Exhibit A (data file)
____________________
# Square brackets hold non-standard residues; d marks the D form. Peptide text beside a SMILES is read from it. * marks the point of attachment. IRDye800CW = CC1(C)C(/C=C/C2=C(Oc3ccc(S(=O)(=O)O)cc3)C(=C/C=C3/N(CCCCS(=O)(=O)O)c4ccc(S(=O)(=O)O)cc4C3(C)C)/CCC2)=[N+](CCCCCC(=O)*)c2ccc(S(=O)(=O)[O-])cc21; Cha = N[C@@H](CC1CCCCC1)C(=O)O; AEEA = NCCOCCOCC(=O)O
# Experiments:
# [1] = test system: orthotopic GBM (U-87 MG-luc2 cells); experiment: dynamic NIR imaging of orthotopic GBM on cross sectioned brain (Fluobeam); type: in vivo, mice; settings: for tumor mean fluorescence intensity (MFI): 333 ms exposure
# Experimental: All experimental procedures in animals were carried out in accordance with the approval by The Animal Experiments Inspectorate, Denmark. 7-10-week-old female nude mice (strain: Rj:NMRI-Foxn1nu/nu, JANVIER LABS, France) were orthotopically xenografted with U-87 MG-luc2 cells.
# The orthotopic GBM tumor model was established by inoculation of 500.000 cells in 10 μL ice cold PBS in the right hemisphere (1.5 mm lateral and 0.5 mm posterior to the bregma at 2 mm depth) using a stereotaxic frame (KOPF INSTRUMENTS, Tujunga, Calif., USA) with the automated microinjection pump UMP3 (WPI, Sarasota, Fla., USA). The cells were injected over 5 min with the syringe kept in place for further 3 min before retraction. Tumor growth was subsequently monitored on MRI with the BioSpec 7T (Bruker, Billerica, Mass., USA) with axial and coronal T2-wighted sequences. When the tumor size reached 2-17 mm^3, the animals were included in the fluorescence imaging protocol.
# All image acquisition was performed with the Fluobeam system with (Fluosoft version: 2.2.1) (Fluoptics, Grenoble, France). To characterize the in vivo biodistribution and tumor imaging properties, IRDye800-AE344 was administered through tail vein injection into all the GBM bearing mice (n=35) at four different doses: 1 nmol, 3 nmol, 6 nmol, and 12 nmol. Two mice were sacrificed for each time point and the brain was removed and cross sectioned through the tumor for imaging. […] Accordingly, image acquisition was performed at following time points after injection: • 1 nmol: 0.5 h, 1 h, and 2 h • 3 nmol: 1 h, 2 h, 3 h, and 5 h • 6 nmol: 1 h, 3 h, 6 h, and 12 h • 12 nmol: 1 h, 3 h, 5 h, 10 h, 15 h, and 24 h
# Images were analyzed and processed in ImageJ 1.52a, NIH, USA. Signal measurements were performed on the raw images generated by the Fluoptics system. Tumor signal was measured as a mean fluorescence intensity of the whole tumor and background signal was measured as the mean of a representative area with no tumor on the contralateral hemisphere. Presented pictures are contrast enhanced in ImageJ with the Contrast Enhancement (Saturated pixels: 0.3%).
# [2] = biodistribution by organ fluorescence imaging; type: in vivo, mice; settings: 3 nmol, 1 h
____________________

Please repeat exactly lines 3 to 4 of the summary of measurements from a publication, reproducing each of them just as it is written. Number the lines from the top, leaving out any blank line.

# [1] = test system: orthotopic GBM (U-87 MG-luc2 cells); experiment: dynamic NIR imaging of orthotopic GBM on cross sectioned brain (Fluobeam); type: in vivo, mice; settings: for tumor mean fluorescence intensity (MFI): 333 ms exposure
# Experimental: All experimental procedures in animals were carried out in accordance with the approval by The Animal Experiments Inspectorate, Denmark. 7-10-week-old female nude mice (strain: Rj:NMRI-Foxn1nu/nu, JANVIER LABS, France) were orthotopically xenografted with U-87 MG-luc2 cells.